The man captured by US special forces in Libya on Saturday is believed to be an al Qaeda leader, computer specialist and former anti-Gaddafi activist wanted by the United States for his role in the 1998 bombings of two US embassies in East Africa.
The al Qaeda leader captured by US special forces in Libya on Saturday has been wanted by the United States for more than 15 years for his alleged links to the twin 1998 US embassy bombings in East Africa.
FRANCE 24's Foreign Editor Robert Parsons on the arrest
Nazih Abdul-Hamed al Ruqai, alias Anas al Libi, had a $5 million bounty on his head for his alleged role in the August 7, 1998, bombings of the US embassies in Dar es Salaam, Tanzania, and Nairobi, Kenya, which killed more than 220 people.
He was also on the FBI’s most-wanted list, introduced shortly after the September 11 attacks of 2001.
Libi is believed to have returned to Libya during the 2011 civil war that led to the ouster and death of former leader Muammar Gaddafi.
Libya said on Sunday that it had asked the United States for "clarification'' regarding Libi's capture.
Believed to be a computer specialist with al Qaeda, Libi graduated from Tripoli University with a degree in electronics and nuclear engineering. He was also an activist opposed to Gaddafi.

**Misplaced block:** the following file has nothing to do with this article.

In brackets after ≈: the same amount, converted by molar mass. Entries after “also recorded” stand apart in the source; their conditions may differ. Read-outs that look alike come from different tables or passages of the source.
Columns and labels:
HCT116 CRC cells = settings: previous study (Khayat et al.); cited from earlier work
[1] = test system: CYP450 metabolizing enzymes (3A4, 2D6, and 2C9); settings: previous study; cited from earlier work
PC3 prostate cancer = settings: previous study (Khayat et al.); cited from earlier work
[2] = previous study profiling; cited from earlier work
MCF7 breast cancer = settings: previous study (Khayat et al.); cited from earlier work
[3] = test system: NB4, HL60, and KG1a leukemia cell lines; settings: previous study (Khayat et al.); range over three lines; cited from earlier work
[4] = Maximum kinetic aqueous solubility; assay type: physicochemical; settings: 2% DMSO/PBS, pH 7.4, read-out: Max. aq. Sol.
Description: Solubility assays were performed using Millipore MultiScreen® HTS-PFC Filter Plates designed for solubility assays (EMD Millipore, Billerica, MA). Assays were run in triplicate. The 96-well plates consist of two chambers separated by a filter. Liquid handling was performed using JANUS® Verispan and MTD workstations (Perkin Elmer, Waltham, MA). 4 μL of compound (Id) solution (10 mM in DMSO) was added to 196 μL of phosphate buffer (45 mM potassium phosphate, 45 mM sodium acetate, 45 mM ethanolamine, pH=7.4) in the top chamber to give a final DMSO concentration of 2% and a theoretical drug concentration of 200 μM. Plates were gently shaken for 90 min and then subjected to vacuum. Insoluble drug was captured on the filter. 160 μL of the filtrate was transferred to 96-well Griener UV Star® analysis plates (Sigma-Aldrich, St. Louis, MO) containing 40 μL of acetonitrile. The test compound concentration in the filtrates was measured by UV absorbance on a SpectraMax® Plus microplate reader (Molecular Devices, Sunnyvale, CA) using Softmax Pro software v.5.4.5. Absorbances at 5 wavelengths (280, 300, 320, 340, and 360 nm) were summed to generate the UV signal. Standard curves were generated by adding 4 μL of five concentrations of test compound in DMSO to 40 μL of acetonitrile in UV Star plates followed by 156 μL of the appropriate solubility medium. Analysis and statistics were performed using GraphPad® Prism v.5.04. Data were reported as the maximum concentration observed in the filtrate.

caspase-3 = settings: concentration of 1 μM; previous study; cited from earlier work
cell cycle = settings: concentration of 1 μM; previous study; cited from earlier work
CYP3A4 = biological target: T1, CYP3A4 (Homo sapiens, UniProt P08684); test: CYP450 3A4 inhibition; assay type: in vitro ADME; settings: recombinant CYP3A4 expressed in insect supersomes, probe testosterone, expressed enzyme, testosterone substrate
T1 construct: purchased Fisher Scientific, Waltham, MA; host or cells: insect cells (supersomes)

He is believed to have spent time in Sudan, where Osama bin Laden was based in the early 1990s. After bin Laden was forced to leave Sudan, Libi traveled to Britain in 1995, where he was granted political asylum and lived in Manchester. Arrested by Scotland Yard in 1999, he was released due to lack of evidence and later fled Britain.
In 2007, Human Rights Watch said it believed he was among about two dozen people who may have once been held in secret CIA prisons, but it had no reports on his subsequent whereabouts.
Libi’s family is thought to have returned to Libya a year before the revolt against Gaddafi, under an initiative – established by Gaddafi’s son, Saif al Islam – intended to seek reconciliation with militants who renounced violence. Libi’s son was reportedly killed during the civil war that resulted in Gaddafi's ouster. The rest of his family lives in an affluent neighbourhood of Tripoli.
(FRANCE 24 with wires)
Date created : 2013-10-06